Infectious mononucleosis (IM) is a systemic disease common in children and adolescents that is caused by the Epstein-Barr virus (EBV) and presents with suggestive symptoms and characteristic alterations in peripheral blood lymphocyte counts along with the presence of serum antibodies that agglutinate sheep red blood cells.1
EBV is a herpesvirus that replicates inside B lymphocytes and is the main causative agent of IM. However, besides EBV mononucleosis there are other clinical conditions with a similar presentation that are known as mononucleosis syndromes. They have a different and heterogeneous aetiology and may be secondary to infections by Toxoplasma gondii, rubella, cytomegalovirus (CMV), human immunodeficiency virus (HIV), adenovirus, etc.
Humans are the only reservoir for EBV and transmission occurs by interpersonal contact (kisses, saliva). The incubation period ranges between 14 to 50 days and its clinical features vary, primarily including fever, pharyngotonsillitis, lymphadenopathy, hepatosplenomegaly, atypical peripheral blood lymphocytes and the presence (at times) of heterophile antibodies. Exanthem develops on occasion, especially in patients that have received penicillin or any of its derivatives.2
In blood tests, white blood cell (WBC) counts reveal neutropaenia in 50% to 80% of patients, and the most characteristic feature of IM is the presence of polymorphic lymphocytes and monocytes. The presence of heterophile antibodies, detected by means of the Paul-Bunnell test, is a key diagnostic finding. However, this test tends to give negative results in children younger than five years, so an anti-EBV antibody test should be ordered in these patients. Both the Paul-Bunnell and the anti-VEB antibody test are negative in patients with mononucleosis syndromes.2,3
In our laboratory, when we order serology tests for IM, anti-EBV antibody, anti-CVM antibody and heterophile antibody tests are included routinely. So we decided to assess whether the WBC count of children with suspected IM varies with the positive or negative serology results for anti-EBV, anti-CMV and heterophile antibodies to determine whether WBC values can guide the differential diagnosis.
MATERIALS AND METHODS
We designed a descriptive cross-sectional study in which we reviewed the medical records of children that received care at the paediatric emergency department of the Hospital de Cabueñes (Gijón, Asturias, Spain) in 2010 and 2011, discharged with suspected IM and in whom serology tests subsequently confirmed the presence of EBV or CMV. The control group consisted of the same number of children with a suspected IM diagnosis at discharge but that had negative serology results.
The variables we compared between the two groups were age, sex, and the total counts of leukocytes, neutrophils, lymphocytes, monocytes, basophils and eosinophils, as well as the correlation between positive Paul-Bunnell and EBV serology test results.
We performed the statistical analysis with SPSS® 12.0. We did a descriptive analysis of age and sex, and compared both groups using Student’s t test and a bivariate analysis by means of the Χ2 test, defining statistical significance as P < .05.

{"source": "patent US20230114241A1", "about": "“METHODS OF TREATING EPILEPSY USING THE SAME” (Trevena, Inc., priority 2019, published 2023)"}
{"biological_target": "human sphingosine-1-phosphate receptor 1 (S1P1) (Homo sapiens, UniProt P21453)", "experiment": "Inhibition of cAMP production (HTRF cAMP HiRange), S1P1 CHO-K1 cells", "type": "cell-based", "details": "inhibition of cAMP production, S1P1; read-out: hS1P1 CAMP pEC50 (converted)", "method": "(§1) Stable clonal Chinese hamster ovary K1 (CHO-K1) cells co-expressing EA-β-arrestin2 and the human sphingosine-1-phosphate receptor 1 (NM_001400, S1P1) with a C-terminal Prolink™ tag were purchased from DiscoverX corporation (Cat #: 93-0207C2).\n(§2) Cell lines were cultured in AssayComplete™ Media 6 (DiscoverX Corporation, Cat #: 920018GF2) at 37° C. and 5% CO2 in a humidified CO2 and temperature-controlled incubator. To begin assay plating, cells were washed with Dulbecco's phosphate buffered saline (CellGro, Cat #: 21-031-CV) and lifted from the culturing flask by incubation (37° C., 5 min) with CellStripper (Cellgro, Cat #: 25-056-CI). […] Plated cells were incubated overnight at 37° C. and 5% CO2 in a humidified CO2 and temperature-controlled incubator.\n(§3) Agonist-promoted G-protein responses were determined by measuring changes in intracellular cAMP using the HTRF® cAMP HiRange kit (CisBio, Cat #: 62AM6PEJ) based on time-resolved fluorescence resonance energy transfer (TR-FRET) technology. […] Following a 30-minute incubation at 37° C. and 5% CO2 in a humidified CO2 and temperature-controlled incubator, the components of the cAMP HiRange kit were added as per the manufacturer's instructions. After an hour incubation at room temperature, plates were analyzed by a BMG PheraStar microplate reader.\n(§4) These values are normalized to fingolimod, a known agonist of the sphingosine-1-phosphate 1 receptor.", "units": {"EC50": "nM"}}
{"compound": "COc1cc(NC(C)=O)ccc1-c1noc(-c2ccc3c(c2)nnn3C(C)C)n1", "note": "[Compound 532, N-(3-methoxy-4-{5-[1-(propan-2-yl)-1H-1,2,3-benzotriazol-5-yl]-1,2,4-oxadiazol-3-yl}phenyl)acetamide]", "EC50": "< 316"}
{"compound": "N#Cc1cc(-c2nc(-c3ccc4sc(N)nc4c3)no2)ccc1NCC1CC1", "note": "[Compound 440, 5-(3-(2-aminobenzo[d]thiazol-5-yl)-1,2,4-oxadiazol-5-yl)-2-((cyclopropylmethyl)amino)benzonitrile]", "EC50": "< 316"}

The study included a total of 50 children with positive serology results for EBV or CMV, defined as the detection of immunoglobulin M (IgM) against EBV viral capsid antigen (VCA) by immunofluorescence assay, which can be used to identify a characteristic fluorescence pattern in infected cells. We also made a random selection of another 50 children in the order they visited the emergency department, assessed over the same time period as the other patients, that had a presentation suggestive of IM but negative serology results.
The age distribution was homogeneous across both samples. Thus, the overall mean age was 5.81 years; and mean age was 5.38 for children with negative serology and 6.24 years for children with positive serology. As for sex, of the 100 patients who had serology tests, 66 were male and 34 female. Of the 34 female, 22 tested positive for EBV, compared to 26 of the 66 males; thus, there were more EBV-positive girls than boys (Table 1). We did not find a correlation between sex and a positive CMV result, and no age had a statistically significant association with positive EBV and Paul-Bunnell test results.
When it came to serology tests, 44 children tested positive for EBV only, 2 for CMV only, and 4 tested positive to both. Of the 48 children that tested positive to EBV, 26 had a negative Paul-Bunnell result and 22 a positive one, and all children that had a positive Paul-Bunnell result also tested positive for EBV (P = .000). The mean number of lymphocytes, monocytes and basophils was higher in children with a positive EBV serology result than in children with negative results, while there was a reduction in the neutrophil count, findings that were statistically significant.
Table 2 shows the mean values of the WBC count according to EVB serology test results. The mean number of neutrophils was higher in children with negative CMV serology test results than in children with positive results, a difference that was statistically significant. We did not find an association between the number of lymphocytes, monocytes, basophils and eosinophils and the results for CMV serology tests. Table 3 presents the values of the WBC counts in relation to negative and positive serology results for CMV.